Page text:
Granny leads (the usual 10A suspects ) probably have the 13A resistor set in them, I have not measured mine so far. This would give a mechanism for the MY13 Ampera to detect a granny lead and then use the in Car 6A or 10A option in conjunction with the EVSE offer.

If the MY13 Ampera detects the Granny (no matter how ;) ) it will use the in car setting or the EVSE setting which ever is lower. As the default is 6A that will tend to be the usage. For an 8A EVSE you need to set the car to 10A every time or find a mechanism so the car does not detect a granny is in use and so uses PWM signal only.

UK mains is 230V though normally @240, the plug is 13A and fused at that level.
 
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Yupp, I added that part in my post. There are multiple limits: EVSE rating (signaled by PWD), cable rating (signaled by resistance) and actual car itself. Lowest common denominator will be used.
 

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@Elethiomel
Not so simple, The resistor sets the cable current capability (refWikipedia J1772) the car must obey this as the maximum current no matter what the chargepoint offers. With a normal untethered cable the chargepoint can read the cable and set the PWM as well. This BTW is why an extension lead should not be used as it can invalidate the safety resistor.
Let's get this absolutely spot-on! Yes the in-cable resistor sets the current limit for the cable (tethered or untethered is no difference).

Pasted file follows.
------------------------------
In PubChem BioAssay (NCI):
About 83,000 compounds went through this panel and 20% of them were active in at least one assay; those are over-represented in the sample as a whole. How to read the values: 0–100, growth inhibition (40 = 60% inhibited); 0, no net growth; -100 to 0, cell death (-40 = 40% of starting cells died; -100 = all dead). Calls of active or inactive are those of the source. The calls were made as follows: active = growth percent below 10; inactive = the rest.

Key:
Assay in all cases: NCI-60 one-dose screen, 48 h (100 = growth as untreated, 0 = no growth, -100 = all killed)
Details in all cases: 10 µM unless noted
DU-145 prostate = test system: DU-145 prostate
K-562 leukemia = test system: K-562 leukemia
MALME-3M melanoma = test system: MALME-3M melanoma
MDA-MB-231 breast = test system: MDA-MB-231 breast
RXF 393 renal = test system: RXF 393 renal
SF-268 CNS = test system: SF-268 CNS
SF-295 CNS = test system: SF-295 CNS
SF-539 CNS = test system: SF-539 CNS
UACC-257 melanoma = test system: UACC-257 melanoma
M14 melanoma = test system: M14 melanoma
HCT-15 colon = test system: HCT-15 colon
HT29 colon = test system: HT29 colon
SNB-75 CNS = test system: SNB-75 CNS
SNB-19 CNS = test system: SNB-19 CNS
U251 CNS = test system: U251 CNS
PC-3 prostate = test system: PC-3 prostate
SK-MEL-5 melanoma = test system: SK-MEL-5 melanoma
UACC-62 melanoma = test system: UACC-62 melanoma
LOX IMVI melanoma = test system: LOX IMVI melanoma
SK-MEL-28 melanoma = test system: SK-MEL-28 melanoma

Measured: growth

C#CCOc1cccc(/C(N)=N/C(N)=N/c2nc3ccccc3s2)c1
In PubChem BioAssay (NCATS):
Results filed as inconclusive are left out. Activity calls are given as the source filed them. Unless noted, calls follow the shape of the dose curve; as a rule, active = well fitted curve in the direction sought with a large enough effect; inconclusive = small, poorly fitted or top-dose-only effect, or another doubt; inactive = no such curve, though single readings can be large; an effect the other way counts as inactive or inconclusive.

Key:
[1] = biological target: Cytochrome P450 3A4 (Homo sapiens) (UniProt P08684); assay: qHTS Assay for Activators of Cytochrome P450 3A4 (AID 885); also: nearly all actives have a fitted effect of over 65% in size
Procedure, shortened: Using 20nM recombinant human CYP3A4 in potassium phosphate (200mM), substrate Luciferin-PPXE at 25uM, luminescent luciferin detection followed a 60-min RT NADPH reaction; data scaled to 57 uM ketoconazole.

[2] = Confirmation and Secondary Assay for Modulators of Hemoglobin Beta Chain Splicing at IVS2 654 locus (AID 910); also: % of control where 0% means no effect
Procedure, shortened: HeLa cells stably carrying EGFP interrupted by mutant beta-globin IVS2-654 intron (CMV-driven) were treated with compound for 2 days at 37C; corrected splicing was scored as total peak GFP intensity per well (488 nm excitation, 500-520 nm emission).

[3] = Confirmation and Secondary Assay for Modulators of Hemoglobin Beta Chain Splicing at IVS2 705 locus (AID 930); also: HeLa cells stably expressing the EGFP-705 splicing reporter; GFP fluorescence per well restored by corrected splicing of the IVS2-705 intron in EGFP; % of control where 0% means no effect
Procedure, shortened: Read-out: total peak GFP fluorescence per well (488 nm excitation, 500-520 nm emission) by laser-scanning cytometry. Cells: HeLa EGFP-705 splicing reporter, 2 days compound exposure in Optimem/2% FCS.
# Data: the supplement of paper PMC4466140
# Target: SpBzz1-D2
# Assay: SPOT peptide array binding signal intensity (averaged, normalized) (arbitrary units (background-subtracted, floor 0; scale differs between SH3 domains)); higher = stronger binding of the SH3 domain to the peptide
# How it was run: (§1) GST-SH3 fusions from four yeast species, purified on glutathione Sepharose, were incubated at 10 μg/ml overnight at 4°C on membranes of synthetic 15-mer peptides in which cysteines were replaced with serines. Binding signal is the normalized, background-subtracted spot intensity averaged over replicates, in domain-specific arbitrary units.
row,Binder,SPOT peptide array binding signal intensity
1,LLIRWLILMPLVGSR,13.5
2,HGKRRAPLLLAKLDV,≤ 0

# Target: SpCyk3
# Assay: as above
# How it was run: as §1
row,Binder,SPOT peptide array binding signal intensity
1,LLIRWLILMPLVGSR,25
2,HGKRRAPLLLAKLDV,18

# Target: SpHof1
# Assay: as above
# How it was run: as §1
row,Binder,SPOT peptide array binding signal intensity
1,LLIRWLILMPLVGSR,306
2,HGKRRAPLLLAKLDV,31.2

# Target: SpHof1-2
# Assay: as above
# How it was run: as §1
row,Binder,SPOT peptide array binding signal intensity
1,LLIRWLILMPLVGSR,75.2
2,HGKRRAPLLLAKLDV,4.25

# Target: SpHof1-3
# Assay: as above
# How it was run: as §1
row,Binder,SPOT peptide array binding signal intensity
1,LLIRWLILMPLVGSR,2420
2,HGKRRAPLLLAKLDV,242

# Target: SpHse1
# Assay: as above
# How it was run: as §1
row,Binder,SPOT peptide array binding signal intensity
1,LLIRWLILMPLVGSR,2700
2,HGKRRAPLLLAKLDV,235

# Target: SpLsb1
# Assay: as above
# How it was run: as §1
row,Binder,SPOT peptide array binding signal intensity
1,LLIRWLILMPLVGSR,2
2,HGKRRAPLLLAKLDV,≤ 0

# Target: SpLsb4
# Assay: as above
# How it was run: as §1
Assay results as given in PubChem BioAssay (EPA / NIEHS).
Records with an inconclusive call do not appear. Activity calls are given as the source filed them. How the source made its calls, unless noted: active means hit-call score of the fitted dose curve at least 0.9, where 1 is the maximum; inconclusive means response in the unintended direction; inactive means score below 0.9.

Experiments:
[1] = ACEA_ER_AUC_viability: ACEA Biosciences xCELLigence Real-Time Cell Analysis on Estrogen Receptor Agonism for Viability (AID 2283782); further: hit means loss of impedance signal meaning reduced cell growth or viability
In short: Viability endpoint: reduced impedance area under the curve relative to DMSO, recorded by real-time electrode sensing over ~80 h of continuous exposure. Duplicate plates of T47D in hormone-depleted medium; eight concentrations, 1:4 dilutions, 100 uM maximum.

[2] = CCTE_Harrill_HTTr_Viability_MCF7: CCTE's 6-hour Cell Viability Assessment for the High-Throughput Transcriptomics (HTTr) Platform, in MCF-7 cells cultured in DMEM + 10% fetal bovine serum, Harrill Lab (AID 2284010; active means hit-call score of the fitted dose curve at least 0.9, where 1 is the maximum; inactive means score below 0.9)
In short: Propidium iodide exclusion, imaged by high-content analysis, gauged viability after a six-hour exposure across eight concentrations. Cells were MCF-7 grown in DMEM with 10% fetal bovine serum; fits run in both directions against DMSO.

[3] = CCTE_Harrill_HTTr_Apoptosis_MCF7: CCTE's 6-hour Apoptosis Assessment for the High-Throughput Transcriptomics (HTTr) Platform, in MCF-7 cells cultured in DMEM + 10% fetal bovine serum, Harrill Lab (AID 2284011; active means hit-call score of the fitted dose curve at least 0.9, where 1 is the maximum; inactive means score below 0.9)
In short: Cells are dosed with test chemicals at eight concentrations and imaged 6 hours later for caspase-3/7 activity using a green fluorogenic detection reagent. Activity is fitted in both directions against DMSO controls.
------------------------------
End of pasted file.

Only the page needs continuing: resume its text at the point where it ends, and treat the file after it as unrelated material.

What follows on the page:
It's the EVSE, and Only the EVSE, that sees this resistance & checks it.
The Car cannot, and does not, see this at all.
What the car must obey is it's own rules of not exceeding it's own capability, plus not exceeding what the EVSE offers.
If someone has bodged an extension cable between EVSE & Car that's rated 13A (idiots), there is no way whatsoever for the car to know this. Or for the EVSE to know it. So the car can pull 32A & toast it all.

Granny leads (the usual 10A suspects ) probably have the 13A resistor set in them, I have not measured mine so far.
Yes, there will be some flavour of resistor in place on wall EVSEs, though granny EVSE might actually not have one, as the cable's never going to be changed is it, the mfr will code the software to 10A limit job done. But as the Car cannot & does not see this, who cares. Resistor is really there for portable cables to be safe, and to make it easier for EVSE mfrs to use anyone's controller module & anyones sockets & cables.